Did you spend your childhood’s Friday evenings watching Godzilla or Studio Ghibli VHS tapes, only to wake and watch Power Rangers the next morning during the cartoon block? Then Eric McEver’s (read our interview with him here) directorial debut, Iké Boys, would be a slam-dunk of a recommendation for you!
Synopsis for Iké Boys:
Best friends Shawn Gunderson and Vikram ‘Vik’ Kapoor escape from the drudgery of high school life in Oklahoma through their obsession with all things Japanese. When a mysterious anime film transforms them into its superhuman characters, they at first think that their wildest fantasies have come true. But when ancient monsters threaten to unleash the apocalypse on New Year’s Eve of 1999, Shawn and Vik must look to each other to become the heroes they were always meant to be. Joining their adventure is Miki, a Japanese exchange student whose determination to go on a Native American vision quest puts her on a collision course with both Shawn and Vik and their foes…and whose destiny may determine the fate of the world.
In a year where a lot of the news is depressing and many of the films seem to carry a similar undertone, it’s refreshing to see a film like Iké Boys. Shawn (Quinn Lord – read our interview with him here) and Vik (Ronak Gandhi – read our interview with him here) are two awkward teens in small town Oklahoma getting by through their friendship and love of anime, kaiju movies and tokusatsu (shows like Ultraman or Power Rangers that utilize stunts, optical tricks and heavy FX work). When they watch a mysterious bootleg DVD of a lost anime with new Japanese exchange student Miki (Christina Higa – read our interview with her here), they all start noticing new, powerful changes according to their favorite characters in the film.
Often, when it comes to first time feature directors, the tone of a film can be spotty and all over the place. When I started Iké Boys, I was wowed by the fun, animated sequences that seemed close to the art styles of the time period depicted, but I was concerned once I saw the change element come into play. I worried that the film would lose its lighter tone and fall into deep drama or thriller territory, a la Chronicle. There is enough drama to keep characters and audiences incentivized to continue watching, but not enough that it sinks into a zone where things get convoluted and messy. Tonally, it strikes a balance that reminded way more of Amblin Family Films of the 1990s or in a more modern reference, Into the Spider-Verse.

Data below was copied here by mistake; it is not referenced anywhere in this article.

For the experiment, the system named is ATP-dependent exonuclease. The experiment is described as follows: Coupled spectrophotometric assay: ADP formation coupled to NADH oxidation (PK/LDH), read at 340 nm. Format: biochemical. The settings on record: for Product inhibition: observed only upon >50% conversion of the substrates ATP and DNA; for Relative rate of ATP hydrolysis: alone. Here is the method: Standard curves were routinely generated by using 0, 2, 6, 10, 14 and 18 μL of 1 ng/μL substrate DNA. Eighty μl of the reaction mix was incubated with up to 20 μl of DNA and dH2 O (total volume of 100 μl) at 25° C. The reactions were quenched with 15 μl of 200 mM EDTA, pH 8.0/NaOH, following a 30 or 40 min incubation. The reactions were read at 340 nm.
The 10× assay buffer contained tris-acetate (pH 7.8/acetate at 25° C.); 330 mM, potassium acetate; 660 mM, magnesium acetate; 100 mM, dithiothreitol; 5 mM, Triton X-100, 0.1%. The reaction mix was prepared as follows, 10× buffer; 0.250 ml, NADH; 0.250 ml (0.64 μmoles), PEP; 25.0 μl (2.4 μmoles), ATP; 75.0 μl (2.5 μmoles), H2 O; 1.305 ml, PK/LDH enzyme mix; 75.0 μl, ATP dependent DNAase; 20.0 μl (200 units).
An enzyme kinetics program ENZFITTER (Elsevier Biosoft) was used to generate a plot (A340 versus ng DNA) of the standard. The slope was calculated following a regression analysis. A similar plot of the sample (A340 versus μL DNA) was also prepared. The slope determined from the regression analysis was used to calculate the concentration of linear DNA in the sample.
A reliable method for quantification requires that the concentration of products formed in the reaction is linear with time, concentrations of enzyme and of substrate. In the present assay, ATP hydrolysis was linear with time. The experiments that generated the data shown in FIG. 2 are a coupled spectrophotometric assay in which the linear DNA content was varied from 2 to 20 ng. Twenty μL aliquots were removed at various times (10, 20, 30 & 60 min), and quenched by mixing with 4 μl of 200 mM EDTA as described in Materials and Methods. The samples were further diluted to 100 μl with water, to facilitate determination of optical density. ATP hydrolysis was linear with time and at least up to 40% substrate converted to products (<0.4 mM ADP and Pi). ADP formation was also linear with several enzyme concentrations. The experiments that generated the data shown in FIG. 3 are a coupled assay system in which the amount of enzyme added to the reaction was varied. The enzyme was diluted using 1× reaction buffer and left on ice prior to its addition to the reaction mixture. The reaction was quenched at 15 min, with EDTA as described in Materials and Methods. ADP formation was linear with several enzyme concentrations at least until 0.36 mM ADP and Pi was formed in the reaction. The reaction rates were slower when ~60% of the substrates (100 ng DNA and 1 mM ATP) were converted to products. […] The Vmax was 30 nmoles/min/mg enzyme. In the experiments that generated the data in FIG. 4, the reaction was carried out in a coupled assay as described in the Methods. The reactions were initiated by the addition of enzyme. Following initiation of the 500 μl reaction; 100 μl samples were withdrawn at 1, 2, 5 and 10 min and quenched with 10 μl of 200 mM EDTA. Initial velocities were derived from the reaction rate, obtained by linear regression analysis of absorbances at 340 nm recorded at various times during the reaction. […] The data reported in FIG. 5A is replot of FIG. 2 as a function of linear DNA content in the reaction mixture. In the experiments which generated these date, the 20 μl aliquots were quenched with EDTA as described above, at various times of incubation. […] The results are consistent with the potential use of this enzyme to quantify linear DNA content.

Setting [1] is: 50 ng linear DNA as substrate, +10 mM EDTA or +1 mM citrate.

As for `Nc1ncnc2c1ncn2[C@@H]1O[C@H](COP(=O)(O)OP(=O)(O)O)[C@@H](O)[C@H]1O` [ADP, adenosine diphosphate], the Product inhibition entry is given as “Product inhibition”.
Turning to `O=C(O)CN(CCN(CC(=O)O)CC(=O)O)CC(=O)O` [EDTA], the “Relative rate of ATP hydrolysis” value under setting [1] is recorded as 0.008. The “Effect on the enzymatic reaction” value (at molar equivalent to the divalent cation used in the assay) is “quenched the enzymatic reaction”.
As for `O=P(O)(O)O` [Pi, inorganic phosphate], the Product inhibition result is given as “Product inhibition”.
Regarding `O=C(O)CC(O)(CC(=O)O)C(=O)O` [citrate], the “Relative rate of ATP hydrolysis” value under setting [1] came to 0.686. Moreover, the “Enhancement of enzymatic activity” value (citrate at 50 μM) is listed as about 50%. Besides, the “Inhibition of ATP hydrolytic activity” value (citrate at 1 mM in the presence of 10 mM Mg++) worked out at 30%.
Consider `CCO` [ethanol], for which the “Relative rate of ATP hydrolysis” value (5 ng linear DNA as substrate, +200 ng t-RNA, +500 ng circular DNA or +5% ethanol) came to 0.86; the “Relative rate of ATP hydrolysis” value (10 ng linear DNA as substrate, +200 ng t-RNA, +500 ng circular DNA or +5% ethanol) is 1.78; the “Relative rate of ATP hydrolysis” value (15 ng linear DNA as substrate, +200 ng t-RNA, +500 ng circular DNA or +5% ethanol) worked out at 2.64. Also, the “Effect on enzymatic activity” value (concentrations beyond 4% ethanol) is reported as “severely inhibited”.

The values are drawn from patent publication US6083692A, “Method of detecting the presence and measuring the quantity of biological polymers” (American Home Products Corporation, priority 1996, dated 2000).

Like the aforementioned film, there is a loving but disconnected relationship between Shawn (Quinn Lord: Trick r Treat 2007) and his father, Wayne (Ben Browder: Farscape, Guardians of the Galaxy Vol 2). Both performers take care to show that it isn’t a situation of love lost but simple misunderstandings that every parent and kid go through during the teen years. Browder especially impressed me in the little moments, showing Wayne’s awkward attempts to be more a part of his kid’s life by trying to learn basic Japanese greetings—through a thick Oklahoma accent—and letting his guard down to Vik (Ronak Gandhi) later in the film.
All three of the main leads (Gandhi, Higa, Quinn) give something for audiences to latch onto. Shawn has to deal with discovering his own self confidence and staving off bullies, Vik is trying to start dating and doesn’t have much confidence of his own at first, and Miki is trying to figure out herself and the world around her through her fascination with Native American culture. In the hands of another director, that could have been a very problematic subplot, but as I found out in my interview with the director and leads, a lot of care was taken to prevent that. Each of the three are relatable and fun to watch without ever once becoming grating.
Iké Boys is also helped by its side characters, including the already mentioned Browder, but also has Billy Zane as Newt Grafstrom, Shawn’s overbearing karate teacher with his own idea of how he should be developing into adulthood. Given the film’s lean runtime (88 minutes), he doesn’t get a lot of a personal arc. That’s left for the leads. However, Zane clearly has a fun time as an ex-military man from Oklahoma teaching karate alongside his Japanese wife. Those who have looked into martial arts in a small country town have probably met someone just like him, and Zane runs with it.
Others may think that some of the FX looks hokey at first glance, but I encourage those who would frame it that way to look at it instead through director McEver’s intent: Iké Boys is a mighty morphin’ tribute to the kaiju, tokusatsu and video games many of us love and use to inspire us to be the best selves we can be. McEver and company juggle all of it, but keep focused on delivering a fun, light-hearted adventure that can help distract and lift all of our spirits right now. Henshin a go-go see this movie when it gets a wider release!
Iké Boys premiered at Fantastic Fest 2021 on Sunday, September 26, 2021. There are currently no wide release plans announced, but keep your eyes and ears here and we will keep you updated!